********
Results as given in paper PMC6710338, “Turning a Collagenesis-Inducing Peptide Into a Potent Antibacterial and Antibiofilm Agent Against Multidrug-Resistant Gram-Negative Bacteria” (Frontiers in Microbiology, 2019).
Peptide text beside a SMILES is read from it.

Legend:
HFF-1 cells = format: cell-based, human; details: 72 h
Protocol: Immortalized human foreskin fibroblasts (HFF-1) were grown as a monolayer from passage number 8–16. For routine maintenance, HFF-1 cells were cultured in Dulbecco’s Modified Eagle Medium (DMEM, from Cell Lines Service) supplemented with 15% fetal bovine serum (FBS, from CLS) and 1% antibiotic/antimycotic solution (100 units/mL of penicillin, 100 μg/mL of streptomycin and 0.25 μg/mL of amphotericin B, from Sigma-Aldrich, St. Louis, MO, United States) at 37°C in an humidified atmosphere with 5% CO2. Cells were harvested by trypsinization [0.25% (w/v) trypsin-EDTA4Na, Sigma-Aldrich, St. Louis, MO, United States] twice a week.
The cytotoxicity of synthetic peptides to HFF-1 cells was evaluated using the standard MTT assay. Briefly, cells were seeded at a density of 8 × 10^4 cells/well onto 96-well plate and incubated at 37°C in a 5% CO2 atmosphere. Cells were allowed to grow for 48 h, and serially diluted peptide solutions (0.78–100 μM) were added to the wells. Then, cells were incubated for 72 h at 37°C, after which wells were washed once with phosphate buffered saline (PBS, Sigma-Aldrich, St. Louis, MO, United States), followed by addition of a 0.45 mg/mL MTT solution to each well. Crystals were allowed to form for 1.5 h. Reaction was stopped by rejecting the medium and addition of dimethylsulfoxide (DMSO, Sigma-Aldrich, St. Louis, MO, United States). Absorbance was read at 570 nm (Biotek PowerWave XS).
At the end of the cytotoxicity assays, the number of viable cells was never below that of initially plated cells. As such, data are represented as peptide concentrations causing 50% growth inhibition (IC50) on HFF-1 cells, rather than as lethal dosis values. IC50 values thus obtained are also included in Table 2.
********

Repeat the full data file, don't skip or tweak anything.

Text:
Results as given in paper PMC6710338, “Turning a Collagenesis-Inducing Peptide Into a Potent Antibacterial and Antibiofilm Agent Against Multidrug-Resistant Gram-Negative Bacteria” (Frontiers in Microbiology, 2019).
Peptide text beside a SMILES is read from it.

Legend:
HFF-1 cells = format: cell-based, human; details: 72 h
Protocol: Immortalized human foreskin fibroblasts (HFF-1) were grown as a monolayer from passage number 8–16. For routine maintenance, HFF-1 cells were cultured in Dulbecco’s Modified Eagle Medium (DMEM, from Cell Lines Service) supplemented with 15% fetal bovine serum (FBS, from CLS) and 1% antibiotic/antimycotic solution (100 units/mL of penicillin, 100 μg/mL of streptomycin and 0.25 μg/mL of amphotericin B, from Sigma-Aldrich, St. Louis, MO, United States) at 37°C in an humidified atmosphere with 5% CO2. Cells were harvested by trypsinization [0.25% (w/v) trypsin-EDTA4Na, Sigma-Aldrich, St. Louis, MO, United States] twice a week.
The cytotoxicity of synthetic peptides to HFF-1 cells was evaluated using the standard MTT assay. Briefly, cells were seeded at a density of 8 × 10^4 cells/well onto 96-well plate and incubated at 37°C in a 5% CO2 atmosphere. Cells were allowed to grow for 48 h, and serially diluted peptide solutions (0.78–100 μM) were added to the wells. Then, cells were incubated for 72 h at 37°C, after which wells were washed once with phosphate buffered saline (PBS, Sigma-Aldrich, St. Louis, MO, United States), followed by addition of a 0.45 mg/mL MTT solution to each well. Crystals were allowed to form for 1.5 h. Reaction was stopped by rejecting the medium and addition of dimethylsulfoxide (DMSO, Sigma-Aldrich, St. Louis, MO, United States). Absorbance was read at 570 nm (Biotek PowerWave XS).
At the end of the cytotoxicity assays, the number of viable cells was never below that of initially plated cells. As such, data are represented as peptide concentrations causing 50% growth inhibition (IC50) on HFF-1 cells, rather than as lethal dosis values. IC50 values thus obtained are also included in Table 2.